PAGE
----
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Kent State Professor Earns Outstanding Teaching Award for Unconventional Teaching Methods

Posted Feb. 11, 2013 | Nicole Winkleman
enter photo description
Fetna Mikati, Kent State professor in
the Department of Modern and Classical
Languages, received an Outstanding
Teaching Award for adopting
unconventional teaching methods and
enriching discussions in her classes.

Fetna Mikati, a Kent State University professor in the Department of Modern and Classical Languages, does not believe in lecturing her students. Mikati believes in enriched discussions and using unconventional teaching tools to reach the goals set for them. And that is one of the reasons she was nominated and honored with an Outstanding Teaching Award.

The Outstanding Teaching Award is presented to full-time, non-tenure track or part-time faculty members who consistently show outstanding teaching skills in the classroom.

“Receiving this award feels great,” says Mikati. “I feel that all my hard work is being recognized. Knowing that your students appreciate what you do is one of the most rewarding outcomes. The day that I received this award is a day I will never forget.”

Jamil Kassabri, a junior criminology and justice studies major, enjoys playing the games that Mikati uses when teaching.

“The ‘fly swatter’ vocabulary game is definitely the most fun I have had since Heads Up, Seven Up back in grade school,” says Kassabri. “I think that is exactly how and why it helps you learn. It puts you at ease and kind of relaxes you – languages can be hard to learn. If smacking a board as hard as you want with a fly swatter isn't the most legal way to relieve stress on campus, then I don't know what is.”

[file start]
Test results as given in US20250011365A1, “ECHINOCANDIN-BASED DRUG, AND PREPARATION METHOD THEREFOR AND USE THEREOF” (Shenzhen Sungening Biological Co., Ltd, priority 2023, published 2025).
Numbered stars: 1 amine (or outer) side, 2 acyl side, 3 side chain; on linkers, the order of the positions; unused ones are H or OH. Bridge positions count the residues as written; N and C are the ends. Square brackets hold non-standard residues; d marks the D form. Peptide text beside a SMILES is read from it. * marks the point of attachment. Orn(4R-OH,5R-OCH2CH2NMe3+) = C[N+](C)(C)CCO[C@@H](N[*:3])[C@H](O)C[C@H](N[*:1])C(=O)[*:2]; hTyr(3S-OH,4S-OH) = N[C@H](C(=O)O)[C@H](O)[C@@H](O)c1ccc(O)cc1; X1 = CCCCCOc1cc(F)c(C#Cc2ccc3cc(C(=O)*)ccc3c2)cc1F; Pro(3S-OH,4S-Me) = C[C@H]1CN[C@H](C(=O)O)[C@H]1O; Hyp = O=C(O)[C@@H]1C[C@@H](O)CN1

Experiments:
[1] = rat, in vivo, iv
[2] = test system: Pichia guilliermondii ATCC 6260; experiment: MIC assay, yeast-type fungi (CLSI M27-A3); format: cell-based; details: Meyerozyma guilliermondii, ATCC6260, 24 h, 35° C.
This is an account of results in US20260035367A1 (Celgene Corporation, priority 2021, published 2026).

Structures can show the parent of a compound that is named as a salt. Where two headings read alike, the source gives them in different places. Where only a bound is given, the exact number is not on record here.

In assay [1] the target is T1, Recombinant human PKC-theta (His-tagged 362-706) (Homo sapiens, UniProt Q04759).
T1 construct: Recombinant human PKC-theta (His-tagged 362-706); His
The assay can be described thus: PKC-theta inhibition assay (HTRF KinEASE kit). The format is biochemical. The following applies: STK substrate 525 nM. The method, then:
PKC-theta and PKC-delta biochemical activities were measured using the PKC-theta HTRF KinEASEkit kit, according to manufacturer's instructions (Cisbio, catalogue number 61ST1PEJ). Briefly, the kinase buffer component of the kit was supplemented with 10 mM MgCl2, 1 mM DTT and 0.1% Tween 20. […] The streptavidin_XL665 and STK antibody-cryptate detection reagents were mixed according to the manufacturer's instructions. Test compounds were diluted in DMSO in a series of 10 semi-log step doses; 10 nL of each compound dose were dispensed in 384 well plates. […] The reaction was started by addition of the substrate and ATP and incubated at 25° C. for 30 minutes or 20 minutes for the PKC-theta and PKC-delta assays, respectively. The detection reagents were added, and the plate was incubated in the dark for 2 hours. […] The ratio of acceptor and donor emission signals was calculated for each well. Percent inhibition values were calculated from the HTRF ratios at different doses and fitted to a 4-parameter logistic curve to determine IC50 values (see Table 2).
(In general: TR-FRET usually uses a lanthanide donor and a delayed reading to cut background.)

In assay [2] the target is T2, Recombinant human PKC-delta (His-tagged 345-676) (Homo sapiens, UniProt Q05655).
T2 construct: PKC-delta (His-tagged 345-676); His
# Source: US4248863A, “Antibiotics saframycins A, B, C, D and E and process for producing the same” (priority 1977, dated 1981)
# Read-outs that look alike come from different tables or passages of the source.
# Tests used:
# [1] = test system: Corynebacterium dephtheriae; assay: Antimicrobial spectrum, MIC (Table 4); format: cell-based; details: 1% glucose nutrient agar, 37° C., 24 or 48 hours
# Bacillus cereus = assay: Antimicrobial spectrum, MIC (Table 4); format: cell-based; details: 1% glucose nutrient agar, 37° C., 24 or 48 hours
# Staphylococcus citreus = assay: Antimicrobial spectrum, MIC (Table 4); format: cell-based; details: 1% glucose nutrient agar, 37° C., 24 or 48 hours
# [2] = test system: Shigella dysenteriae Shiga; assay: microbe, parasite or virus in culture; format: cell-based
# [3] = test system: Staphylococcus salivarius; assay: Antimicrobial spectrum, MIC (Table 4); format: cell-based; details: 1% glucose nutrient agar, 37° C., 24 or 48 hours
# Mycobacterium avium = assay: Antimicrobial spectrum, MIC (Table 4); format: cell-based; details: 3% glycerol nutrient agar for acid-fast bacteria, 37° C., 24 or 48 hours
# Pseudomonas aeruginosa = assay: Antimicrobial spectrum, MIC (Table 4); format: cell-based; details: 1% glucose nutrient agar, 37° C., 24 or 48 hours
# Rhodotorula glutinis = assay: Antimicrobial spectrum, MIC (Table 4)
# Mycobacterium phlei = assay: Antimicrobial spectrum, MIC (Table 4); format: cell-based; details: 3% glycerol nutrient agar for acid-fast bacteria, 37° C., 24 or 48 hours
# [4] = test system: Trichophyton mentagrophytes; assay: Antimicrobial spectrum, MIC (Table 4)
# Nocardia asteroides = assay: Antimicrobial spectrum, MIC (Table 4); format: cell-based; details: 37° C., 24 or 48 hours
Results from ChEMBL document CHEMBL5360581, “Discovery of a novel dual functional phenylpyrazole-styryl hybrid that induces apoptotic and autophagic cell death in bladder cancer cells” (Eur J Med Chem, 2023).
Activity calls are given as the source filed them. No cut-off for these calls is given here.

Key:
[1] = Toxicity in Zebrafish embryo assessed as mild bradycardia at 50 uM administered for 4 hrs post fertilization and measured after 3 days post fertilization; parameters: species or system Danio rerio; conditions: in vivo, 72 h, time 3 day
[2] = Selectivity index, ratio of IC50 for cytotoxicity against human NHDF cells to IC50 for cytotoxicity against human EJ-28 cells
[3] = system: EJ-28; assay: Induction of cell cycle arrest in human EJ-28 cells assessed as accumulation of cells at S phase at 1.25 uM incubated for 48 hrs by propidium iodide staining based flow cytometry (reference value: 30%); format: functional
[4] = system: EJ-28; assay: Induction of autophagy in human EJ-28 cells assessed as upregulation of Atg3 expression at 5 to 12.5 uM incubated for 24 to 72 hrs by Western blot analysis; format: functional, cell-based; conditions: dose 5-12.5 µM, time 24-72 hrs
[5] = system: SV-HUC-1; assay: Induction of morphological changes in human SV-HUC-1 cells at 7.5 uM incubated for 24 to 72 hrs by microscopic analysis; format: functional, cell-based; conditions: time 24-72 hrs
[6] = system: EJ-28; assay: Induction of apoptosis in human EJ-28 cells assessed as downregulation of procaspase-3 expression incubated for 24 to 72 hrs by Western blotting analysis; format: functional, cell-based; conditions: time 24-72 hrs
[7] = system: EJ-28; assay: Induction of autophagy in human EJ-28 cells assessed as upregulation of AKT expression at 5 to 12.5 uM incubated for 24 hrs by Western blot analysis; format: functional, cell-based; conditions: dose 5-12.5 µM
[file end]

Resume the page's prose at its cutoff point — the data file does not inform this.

I want to push them to think out of the box and to be critical thinkers,” says Mikati of her students. “In my culture class, I encourage my students not to take my words for granted, instead to conduct some research, to discuss in class and to come up with their own findings.”

One of the most memorable teaching moments for Mikati is knowing that she is connecting with her students.

“When I see my students motivated to learn even more, I know that I am able to reach them,” Mikati says. “Reaching my students and making a difference in their lives is one of the most rewarding and most memorable things.”

Her students are able to see how much she cares about them and they appreciate the unique teaching methods she uses.

“Mikati has just recently proposed using social media as a way for all of our classmates to connect and help study with one another, and she is currently setting up each student with one of the Arabic exchange students to practice and interact with native speakers,” says Michael Joesph, guest student at Kent State. “All of this dedication and innovation evinces her industrious and caring spirit and her commitment to her students' success.”

To see the recipients of the 2012 Outstanding Teaching Awards, visit www.kent.edu/utc/teaching_award/index.cfm.